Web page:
Last updated: August 15, 2017
When a fire is burning in Yosemite National Park, the park works closely with park air quality managers to calculate how much smoke may be produced based on the vegetation (fuel) type, number of acres, and meteorological conditions. Portable and stationary particulate monitors are placed in areas that are most likely to see impacts of smoke. Local air quality districts use data from these monitors to issue air quality alerts and notices.
During times where smoke from a wildland fire is affecting the park, the local air quality district(s) will send out alerts and notices.
Allowing fires to burn naturally can result in a healthier, more diverse ecosystem. Reducing fuel buildup minimizes the potential for future catastrophic fires. Although the current fire may have transient, moderate smoke impacts, more severe fires can cause unhealthy levels of smoke for extended periods, over a much wider area. As of August 15, 2017, two significant fires are burning in the park. The Empire Fire is a lightning-ignited fire being managed for resource benefit. The larger smoke producer, the South Fork Fire, is being suppressed.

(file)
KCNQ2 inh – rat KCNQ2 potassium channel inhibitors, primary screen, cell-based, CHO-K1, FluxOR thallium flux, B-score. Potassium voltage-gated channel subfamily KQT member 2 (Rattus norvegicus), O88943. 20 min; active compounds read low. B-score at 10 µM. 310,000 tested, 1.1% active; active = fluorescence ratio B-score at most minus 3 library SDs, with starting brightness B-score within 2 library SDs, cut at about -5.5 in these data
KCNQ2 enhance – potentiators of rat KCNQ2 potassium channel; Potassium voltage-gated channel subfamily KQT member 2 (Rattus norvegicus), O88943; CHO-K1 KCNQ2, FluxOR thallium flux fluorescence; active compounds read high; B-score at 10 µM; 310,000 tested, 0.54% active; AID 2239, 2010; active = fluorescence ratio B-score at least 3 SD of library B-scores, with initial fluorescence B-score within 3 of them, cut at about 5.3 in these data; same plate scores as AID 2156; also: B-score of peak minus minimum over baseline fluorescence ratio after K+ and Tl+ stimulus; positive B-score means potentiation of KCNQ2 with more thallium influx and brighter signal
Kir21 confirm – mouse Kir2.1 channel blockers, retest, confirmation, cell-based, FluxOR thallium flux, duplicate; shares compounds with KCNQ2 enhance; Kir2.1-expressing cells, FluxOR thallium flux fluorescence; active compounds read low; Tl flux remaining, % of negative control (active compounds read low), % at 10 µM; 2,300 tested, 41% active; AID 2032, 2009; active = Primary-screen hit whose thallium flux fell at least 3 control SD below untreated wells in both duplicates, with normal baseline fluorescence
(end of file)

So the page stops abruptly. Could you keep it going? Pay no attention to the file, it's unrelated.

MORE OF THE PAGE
If you have low tolerance for smoke, take these measures to reduce your exposure in places where smoke from wildland fire is occurring:
- Stay indoors as much as possible, especially if you're sensitive to smoke, and avoid physical exertion.
- Close windows, doors, and outside vents when it is smoky. Use a fan or air conditioner to re-circulate the air. Ventilate your home and work place during periods when it is least smoky.
- Drink lots of water, eat a balanced diet, and get adequate rest. Good health strengthens your immune system.
- Be diligent about taking medicines prescribed by your doctor, if you have pre-existing respiratory problems.